On the transition from school to work to decent work, there is a need to organize internships with minimum standards; and a push for guaranteed jobs program is necessary. An emphasis on capacity building for the youth with special needs, as well as a guide in the transition from informal to formal employment, should be added to provide them with tools to undertake development actions at all levels.

Likewise, it is important to analyse the workers’ situation in the informal sector to better identify the main challenges of this sector. It is believed that the transformation of the informal to the formal would be seen as asset not only for the organization of activities but also to ensure decent work for this category of workers. A push for social entrepreneurship and a need to integrate human and workers’ rights in the school curriculum, especially in the tertiary level, are encouraged.

These were the proposals for entrepreneurship and jobs quality and rights. For young people’s empowerment and participation, it is said that we must have an active role in the development of public policies at the country level. This includes groups such as students, cultural, human rights, ethnic groups and others; meaning, involvement of young people in all levels of decision making activities.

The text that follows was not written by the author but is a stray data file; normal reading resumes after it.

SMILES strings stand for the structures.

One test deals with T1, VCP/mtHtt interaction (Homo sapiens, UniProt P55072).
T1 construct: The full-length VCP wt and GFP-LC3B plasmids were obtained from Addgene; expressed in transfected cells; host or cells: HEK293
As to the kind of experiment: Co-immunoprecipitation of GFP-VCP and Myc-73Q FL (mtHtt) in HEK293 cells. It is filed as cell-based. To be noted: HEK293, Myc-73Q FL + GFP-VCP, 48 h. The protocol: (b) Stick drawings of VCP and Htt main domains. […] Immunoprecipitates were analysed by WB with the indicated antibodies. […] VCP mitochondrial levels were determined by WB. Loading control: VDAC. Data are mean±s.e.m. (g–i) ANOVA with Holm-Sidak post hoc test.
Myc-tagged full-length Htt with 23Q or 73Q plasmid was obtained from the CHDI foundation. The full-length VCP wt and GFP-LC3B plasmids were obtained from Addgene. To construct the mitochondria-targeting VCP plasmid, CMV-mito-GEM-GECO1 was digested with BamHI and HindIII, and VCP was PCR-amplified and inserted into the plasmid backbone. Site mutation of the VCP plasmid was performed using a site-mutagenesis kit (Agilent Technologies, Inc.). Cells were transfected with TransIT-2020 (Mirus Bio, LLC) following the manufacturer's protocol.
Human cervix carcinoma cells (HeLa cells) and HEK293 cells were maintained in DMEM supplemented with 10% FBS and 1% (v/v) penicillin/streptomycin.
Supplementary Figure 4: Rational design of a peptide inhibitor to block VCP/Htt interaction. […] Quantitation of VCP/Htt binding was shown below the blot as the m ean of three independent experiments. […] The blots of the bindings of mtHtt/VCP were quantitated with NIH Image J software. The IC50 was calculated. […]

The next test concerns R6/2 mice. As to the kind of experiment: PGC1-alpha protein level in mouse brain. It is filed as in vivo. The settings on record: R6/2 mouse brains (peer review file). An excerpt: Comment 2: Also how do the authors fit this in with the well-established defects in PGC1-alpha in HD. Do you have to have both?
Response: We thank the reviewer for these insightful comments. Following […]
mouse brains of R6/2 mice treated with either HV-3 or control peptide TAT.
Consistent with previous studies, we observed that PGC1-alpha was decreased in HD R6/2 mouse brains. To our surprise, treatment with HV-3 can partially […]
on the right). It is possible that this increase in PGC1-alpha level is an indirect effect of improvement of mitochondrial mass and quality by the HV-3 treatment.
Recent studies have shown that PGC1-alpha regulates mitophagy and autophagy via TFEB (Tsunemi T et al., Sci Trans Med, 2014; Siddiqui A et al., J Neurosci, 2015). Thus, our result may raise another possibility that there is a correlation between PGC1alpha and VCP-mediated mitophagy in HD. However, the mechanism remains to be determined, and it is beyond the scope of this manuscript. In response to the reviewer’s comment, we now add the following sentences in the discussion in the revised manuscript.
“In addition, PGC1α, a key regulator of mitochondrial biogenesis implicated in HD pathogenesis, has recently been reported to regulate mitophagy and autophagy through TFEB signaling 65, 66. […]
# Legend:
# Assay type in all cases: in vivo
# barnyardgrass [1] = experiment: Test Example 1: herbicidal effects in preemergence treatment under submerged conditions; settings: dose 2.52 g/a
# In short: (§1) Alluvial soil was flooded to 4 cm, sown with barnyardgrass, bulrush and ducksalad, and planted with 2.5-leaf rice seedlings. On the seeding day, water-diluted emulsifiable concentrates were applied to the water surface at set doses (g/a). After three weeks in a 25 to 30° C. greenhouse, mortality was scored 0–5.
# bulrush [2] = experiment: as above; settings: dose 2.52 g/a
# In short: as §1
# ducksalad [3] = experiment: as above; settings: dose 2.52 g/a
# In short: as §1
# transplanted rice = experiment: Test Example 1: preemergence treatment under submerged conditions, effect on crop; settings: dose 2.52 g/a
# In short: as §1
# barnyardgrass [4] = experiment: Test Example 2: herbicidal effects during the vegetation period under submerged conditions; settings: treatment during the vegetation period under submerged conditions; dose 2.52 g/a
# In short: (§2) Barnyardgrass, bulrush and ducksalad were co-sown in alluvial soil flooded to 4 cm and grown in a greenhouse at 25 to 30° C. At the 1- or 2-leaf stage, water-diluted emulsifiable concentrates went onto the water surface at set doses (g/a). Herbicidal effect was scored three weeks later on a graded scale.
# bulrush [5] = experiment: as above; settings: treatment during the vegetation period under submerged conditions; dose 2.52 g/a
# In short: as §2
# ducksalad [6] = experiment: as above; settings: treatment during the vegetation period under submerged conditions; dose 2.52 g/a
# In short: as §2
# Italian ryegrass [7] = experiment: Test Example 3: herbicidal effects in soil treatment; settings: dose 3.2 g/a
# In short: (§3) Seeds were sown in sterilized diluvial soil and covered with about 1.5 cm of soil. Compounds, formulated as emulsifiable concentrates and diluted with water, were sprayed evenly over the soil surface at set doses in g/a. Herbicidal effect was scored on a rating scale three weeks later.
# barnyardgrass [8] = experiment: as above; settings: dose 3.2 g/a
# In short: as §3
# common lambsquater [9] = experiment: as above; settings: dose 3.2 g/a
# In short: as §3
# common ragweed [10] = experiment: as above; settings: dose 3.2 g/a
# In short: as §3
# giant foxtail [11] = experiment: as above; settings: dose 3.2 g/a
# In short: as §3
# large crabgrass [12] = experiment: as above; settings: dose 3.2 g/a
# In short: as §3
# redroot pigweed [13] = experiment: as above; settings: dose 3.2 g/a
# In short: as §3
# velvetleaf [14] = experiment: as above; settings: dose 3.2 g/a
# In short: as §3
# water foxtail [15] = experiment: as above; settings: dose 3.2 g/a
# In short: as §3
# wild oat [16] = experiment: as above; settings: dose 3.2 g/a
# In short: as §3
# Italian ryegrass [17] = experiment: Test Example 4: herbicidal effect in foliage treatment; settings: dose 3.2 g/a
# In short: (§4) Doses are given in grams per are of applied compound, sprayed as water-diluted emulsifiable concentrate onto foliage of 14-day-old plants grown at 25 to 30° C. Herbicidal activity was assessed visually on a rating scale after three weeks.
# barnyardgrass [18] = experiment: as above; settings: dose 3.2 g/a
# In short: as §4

Lastly, on job generation, the key element is to address public policies which create jobs for the youth. Public policies should be strengthened in the fight against precarious employment, establishing security for the first job and creating spaces that help the youth find decent work.

Well, as an individual, being in Geneva was a great opportunity for me; it was like enjoying a fresh air to breathe, new people to meet, and a different culture to encounter. But having said that, I was also forced not to eat rice, not to sleep well and not to talk using my mother tongue. It was virtually a “nose bleed.” But take note, I am happy to represent the young people of this country. I am glad and proud that I was selected to represent the Philippines in the ILO’s Youth Employment Forum, and from the 130 delegates from around the world, I was doubly fortunate to be included among the 10 selected youth reps – only two came from Asia – to sit in the International Labor Conference.

However, the real battle is here, at home. Youth employment is not even just the young people’s concern, but it should be everyone’s concern: